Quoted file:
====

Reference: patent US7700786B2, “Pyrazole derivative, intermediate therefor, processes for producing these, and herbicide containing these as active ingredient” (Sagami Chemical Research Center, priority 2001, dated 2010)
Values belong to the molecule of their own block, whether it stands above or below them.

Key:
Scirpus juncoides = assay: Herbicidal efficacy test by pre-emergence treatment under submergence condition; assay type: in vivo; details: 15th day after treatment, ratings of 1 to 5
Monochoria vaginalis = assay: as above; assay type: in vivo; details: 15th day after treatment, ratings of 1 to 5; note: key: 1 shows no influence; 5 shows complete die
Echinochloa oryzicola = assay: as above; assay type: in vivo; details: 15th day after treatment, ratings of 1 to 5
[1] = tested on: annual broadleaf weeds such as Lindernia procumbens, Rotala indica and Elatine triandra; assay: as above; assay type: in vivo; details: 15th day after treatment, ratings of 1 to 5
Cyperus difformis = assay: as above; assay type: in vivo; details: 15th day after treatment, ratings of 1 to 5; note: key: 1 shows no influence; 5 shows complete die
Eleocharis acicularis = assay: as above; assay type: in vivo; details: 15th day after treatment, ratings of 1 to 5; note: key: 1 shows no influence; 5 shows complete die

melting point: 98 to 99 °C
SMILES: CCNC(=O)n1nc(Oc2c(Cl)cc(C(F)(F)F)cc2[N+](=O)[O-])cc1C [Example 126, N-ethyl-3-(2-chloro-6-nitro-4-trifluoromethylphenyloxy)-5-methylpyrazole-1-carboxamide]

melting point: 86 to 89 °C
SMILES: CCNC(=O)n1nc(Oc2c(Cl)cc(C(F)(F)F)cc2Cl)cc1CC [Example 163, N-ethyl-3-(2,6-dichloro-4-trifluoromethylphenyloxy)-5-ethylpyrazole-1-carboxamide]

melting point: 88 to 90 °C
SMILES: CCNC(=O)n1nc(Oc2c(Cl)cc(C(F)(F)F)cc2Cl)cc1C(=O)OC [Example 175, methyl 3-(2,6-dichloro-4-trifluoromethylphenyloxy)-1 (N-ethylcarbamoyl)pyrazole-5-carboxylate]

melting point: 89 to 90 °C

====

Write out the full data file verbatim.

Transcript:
Reference: patent US7700786B2, “Pyrazole derivative, intermediate therefor, processes for producing these, and herbicide containing these as active ingredient” (Sagami Chemical Research Center, priority 2001, dated 2010)
Values belong to the molecule of their own block, whether it stands above or below them.

Key:
Scirpus juncoides = assay: Herbicidal efficacy test by pre-emergence treatment under submergence condition; assay type: in vivo; details: 15th day after treatment, ratings of 1 to 5
Monochoria vaginalis = assay: as above; assay type: in vivo; details: 15th day after treatment, ratings of 1 to 5; note: key: 1 shows no influence; 5 shows complete die
Echinochloa oryzicola = assay: as above; assay type: in vivo; details: 15th day after treatment, ratings of 1 to 5
[1] = tested on: annual broadleaf weeds such as Lindernia procumbens, Rotala indica and Elatine triandra; assay: as above; assay type: in vivo; details: 15th day after treatment, ratings of 1 to 5
Cyperus difformis = assay: as above; assay type: in vivo; details: 15th day after treatment, ratings of 1 to 5; note: key: 1 shows no influence; 5 shows complete die
Eleocharis acicularis = assay: as above; assay type: in vivo; details: 15th day after treatment, ratings of 1 to 5; note: key: 1 shows no influence; 5 shows complete die

melting point: 98 to 99 °C
SMILES: CCNC(=O)n1nc(Oc2c(Cl)cc(C(F)(F)F)cc2[N+](=O)[O-])cc1C [Example 126, N-ethyl-3-(2-chloro-6-nitro-4-trifluoromethylphenyloxy)-5-methylpyrazole-1-carboxamide]

melting point: 86 to 89 °C
SMILES: CCNC(=O)n1nc(Oc2c(Cl)cc(C(F)(F)F)cc2Cl)cc1CC [Example 163, N-ethyl-3-(2,6-dichloro-4-trifluoromethylphenyloxy)-5-ethylpyrazole-1-carboxamide]

melting point: 88 to 90 °C
SMILES: CCNC(=O)n1nc(Oc2c(Cl)cc(C(F)(F)F)cc2Cl)cc1C(=O)OC [Example 175, methyl 3-(2,6-dichloro-4-trifluoromethylphenyloxy)-1 (N-ethylcarbamoyl)pyrazole-5-carboxylate]

melting point: 89 to 90 °C